Violet Lenses: A Fresh Perspective on the World of Research

Violet Lenses: A Fresh Perspective on the World of Research

The gender perspective is crucial not only in the development of scientific and technological research, but also in the narration and communication of these disciplines.

Former president of the Mexican Network of Science Journalists and coordinator of the master’s degree in environmental journalism at the Center for Atmospheric and Ecological Research, Cecilia Montero, expressed this during the panel Communicating science with violet glasses.

The discussion was held yesterday at the Cultural Center of Spain in Mexico, in line with the International Day of Women and Girls in Science, celebrated annually on February 11, as requested by the United Nations Educational Organization, Science and Culture (UNESCO) and the United Nations (UN) Office for Women.

As the editor of the magazine Noosphere, Montero explained the significance of the metaphorical violet glasses –a term used to describe a fresh perspective that recognizes the unjust situations, disadvantages, and contempt faced by women– in the entire scientific process.

The idea is to incorporate this perspective when creating and developing a methodology for science, and also afterwards, because the process continues in how to communicate it from a ‘violet eyes’ standpoint. She emphasized the importance of considering how science will be communicated, disseminated, and reported from this viewpoint.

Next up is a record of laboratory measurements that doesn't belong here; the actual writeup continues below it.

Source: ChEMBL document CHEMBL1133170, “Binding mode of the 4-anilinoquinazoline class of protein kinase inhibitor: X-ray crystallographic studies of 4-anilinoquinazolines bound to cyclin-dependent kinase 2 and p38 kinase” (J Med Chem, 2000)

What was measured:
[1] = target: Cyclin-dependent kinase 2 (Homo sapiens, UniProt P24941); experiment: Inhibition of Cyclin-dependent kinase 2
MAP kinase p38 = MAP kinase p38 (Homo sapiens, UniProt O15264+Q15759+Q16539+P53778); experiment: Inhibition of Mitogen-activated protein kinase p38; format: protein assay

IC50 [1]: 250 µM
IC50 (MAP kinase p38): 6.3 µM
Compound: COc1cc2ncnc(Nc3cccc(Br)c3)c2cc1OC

Montero emphasized that when communicating science, it’s essential to understand that the violet glasses should be worn by both men and women, as they are part of a society that should adopt a gender perspective.

She also stressed the need to create more spaces in Mexico to inspire new generations, particularly girls, to both produce scientific knowledge and research, and to communicate and disseminate it.

Mónica Angulo Miñarro, project manager at the British Council and voluntary general director of Girls in tech Mexico, concurred with Montero, stating that the communication of science with a gender perspective requires scientific research to be conducted with the same perspective.

She referred to a ten-point guide for communicating science from a gender perspective, initiated by the chair of scientific culture at the University of the Basque Country.

Despite acknowledging the prevailing male-dominated view of science that makes it challenging for girls to be drawn to scientific careers, Miñarro noted that many governments and institutions globally have been striving for decades to increase women’s participation in the field.

She added that the current statistics are concerning, given that not only is the number of women in technology and science globally low, but these sectors are expected to account for 75 percent of future jobs and offer the highest salaries.

Therefore, having more women in science is not only a matter of social justice but is also crucial for a balanced representation of both sexes in scientific work.

Other participants in the discussion included Liliana Quintanar from the Center for Research and Advanced Studies (Cinvestav), and biologist Aketzalli González Santiago from the La Bombilla outreach collective.

González Santiago highlighted the importance of science communication with a gender perspective, citing that history has been dominated by the narrative of men’s evolution and achievements, resulting in the marginalization and reduction of women.

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